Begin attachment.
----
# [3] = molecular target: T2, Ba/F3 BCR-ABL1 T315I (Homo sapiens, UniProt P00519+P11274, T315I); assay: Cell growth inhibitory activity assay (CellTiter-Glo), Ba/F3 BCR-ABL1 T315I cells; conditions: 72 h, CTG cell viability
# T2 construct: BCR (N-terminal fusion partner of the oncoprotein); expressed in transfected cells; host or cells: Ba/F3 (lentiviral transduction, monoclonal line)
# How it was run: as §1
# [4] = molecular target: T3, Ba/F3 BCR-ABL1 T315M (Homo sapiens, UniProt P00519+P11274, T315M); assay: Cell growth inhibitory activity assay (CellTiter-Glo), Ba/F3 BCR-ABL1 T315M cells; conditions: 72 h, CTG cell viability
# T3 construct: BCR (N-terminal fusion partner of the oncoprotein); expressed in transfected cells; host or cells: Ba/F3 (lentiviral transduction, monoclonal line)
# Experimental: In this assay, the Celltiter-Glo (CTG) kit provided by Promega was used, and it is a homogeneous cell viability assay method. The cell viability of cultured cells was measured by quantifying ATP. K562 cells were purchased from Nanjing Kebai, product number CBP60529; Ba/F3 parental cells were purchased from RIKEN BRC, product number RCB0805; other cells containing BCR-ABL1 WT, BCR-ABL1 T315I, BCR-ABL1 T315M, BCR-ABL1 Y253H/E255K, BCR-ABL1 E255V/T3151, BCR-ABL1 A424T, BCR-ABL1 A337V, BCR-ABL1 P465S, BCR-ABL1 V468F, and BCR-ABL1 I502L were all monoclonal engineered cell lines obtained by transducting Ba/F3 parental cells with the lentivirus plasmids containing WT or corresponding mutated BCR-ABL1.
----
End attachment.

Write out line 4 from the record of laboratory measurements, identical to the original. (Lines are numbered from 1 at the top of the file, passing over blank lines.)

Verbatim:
# [4] = molecular target: T3, Ba/F3 BCR-ABL1 T315M (Homo sapiens, UniProt P00519+P11274, T315M); assay: Cell growth inhibitory activity assay (CellTiter-Glo), Ba/F3 BCR-ABL1 T315M cells; conditions: 72 h, CTG cell viability